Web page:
Ed: I told Rachelle from when we started dating in ’93, and certainly reaffirmed it in the year 2000, when we were wed, I said I will never move from this house. Ever, ever. Read my lips, carved in stone, and then finally, after 18 years, she finally wore me down, I guess. Because what she said was, “Look. We’ve got a soon-to-be teenage daughter, we can’t all share the same bathroom. We’re going to have to do an add-on or something. What do you want to do?” We looked at that. The house – we could have done it here, at this property. The house would have been out of scale with the neighborhood: A big house, on a small lot. It would have been weird. So she said, “What if I can find another property, within the price range and you’ll have more solar on your rooftop, bigger rainwater tank, more vegetable garden, and I’ll have some more closet space and a separate bathroom. So what about that, mister?” And I finally said, “If you can find that for this price, good luck. She won’t. Go do it, honey.” And within a week, she had found just such a place. So, now she’s gotta take yes for an answer and go forward with this, and here we go. We’re on a real adventure.
Raphael: That’s great. In terms of – I know that you’ve launched this Kickstarter campaign, and we all have launched this Kickstarter campaign, and it’s about to come to its end. It’s been very well received – have you discovered anything doing it? Is there anything that’s surprised you about having done that campaign? Have you found people as a result of having done it?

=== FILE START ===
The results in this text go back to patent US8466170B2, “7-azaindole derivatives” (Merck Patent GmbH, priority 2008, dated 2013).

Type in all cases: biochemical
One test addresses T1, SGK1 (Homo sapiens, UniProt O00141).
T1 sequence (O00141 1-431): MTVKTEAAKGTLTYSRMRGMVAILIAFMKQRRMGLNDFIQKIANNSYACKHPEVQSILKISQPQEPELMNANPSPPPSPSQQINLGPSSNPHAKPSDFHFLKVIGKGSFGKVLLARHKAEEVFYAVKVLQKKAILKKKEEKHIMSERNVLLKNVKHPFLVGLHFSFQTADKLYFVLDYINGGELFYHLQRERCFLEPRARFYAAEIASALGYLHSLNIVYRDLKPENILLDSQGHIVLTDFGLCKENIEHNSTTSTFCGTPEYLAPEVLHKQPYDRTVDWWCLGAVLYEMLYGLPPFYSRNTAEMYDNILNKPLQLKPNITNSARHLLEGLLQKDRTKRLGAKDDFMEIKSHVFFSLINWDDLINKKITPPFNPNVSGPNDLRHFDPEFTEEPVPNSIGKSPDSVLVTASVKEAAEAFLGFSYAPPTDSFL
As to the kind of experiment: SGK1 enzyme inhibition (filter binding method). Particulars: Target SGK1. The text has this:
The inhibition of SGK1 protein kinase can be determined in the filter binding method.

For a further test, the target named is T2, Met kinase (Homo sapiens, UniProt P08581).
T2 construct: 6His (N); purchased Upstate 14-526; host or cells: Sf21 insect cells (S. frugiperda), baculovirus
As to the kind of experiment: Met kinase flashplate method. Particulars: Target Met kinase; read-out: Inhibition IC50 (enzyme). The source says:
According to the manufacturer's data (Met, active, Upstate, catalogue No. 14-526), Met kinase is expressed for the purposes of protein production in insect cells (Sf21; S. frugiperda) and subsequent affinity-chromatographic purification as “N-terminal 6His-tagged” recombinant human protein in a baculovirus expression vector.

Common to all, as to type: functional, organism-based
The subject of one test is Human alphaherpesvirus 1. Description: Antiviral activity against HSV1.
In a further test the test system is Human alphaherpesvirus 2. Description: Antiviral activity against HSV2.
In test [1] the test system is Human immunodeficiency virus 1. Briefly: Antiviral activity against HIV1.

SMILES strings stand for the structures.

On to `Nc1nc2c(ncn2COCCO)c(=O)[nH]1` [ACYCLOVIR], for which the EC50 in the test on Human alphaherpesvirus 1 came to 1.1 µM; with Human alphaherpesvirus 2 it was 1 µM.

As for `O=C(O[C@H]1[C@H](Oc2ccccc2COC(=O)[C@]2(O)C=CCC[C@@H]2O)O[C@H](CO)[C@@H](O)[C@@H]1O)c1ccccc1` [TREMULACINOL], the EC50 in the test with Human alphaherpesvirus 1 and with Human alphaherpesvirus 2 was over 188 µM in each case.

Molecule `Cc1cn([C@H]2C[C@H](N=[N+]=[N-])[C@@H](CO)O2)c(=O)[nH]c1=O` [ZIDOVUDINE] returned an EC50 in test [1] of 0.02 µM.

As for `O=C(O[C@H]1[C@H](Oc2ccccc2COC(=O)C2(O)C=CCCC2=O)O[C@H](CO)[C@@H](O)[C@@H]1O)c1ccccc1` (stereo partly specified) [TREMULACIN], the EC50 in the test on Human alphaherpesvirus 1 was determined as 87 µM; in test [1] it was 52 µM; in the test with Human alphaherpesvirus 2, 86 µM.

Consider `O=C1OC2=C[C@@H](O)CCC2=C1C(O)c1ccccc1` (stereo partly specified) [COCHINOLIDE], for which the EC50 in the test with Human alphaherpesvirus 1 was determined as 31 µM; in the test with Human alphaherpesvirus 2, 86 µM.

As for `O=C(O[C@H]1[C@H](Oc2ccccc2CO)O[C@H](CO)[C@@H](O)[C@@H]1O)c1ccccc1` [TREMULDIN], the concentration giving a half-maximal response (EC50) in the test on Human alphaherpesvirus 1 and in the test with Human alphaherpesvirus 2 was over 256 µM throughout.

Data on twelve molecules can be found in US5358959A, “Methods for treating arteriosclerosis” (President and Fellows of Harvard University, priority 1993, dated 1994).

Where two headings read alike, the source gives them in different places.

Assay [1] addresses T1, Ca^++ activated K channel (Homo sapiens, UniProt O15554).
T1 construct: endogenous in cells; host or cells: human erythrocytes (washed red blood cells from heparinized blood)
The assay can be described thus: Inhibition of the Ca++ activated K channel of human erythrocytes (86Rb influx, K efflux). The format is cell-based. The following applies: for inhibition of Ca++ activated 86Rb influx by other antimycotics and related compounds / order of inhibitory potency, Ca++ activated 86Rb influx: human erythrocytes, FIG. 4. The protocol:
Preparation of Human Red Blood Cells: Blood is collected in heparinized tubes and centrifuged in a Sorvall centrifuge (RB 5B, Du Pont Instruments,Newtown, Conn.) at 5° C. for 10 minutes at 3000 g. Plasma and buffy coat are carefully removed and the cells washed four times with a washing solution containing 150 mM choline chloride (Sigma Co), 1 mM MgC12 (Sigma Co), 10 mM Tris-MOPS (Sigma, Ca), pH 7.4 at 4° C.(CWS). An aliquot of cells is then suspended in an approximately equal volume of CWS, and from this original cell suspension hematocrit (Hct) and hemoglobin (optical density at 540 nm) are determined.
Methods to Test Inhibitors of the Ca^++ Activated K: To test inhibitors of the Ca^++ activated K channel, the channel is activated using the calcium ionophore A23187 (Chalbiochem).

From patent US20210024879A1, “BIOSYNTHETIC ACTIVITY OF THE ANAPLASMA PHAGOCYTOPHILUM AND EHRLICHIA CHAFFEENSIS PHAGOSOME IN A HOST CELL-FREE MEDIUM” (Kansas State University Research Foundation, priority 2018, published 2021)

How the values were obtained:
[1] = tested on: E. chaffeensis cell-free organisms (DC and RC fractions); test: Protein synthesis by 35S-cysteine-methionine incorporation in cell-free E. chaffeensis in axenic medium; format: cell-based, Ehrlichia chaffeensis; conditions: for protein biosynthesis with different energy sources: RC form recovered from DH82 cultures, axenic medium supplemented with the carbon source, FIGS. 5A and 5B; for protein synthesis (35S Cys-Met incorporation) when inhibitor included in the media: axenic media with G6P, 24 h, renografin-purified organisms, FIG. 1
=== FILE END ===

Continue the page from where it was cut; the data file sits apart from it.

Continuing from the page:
Ed: Yeah – it was the last thing I wanted to do, to have my hand out and ask people for many, certainly my fan base. But my friends at Make It Happen Productions said, “Well, look, this isn’t money that you’re asking for. It’s not for you. It’s for publicizing the show, for the production of the show itself. It’s nothing that would go to salaries for us or to you. So you’re not going to get your hands on any of this money, don’t worry about it.” So the idea was to use this Kickstarter fund to promote sustainability, to promote this show about sustainability, and so when I really understood the facts about it, I said, fine. Let’s go out and do just that. And so we had a successful Kickstarter campaign; the goal was $25,000 and we’ve met and exceeded that goal.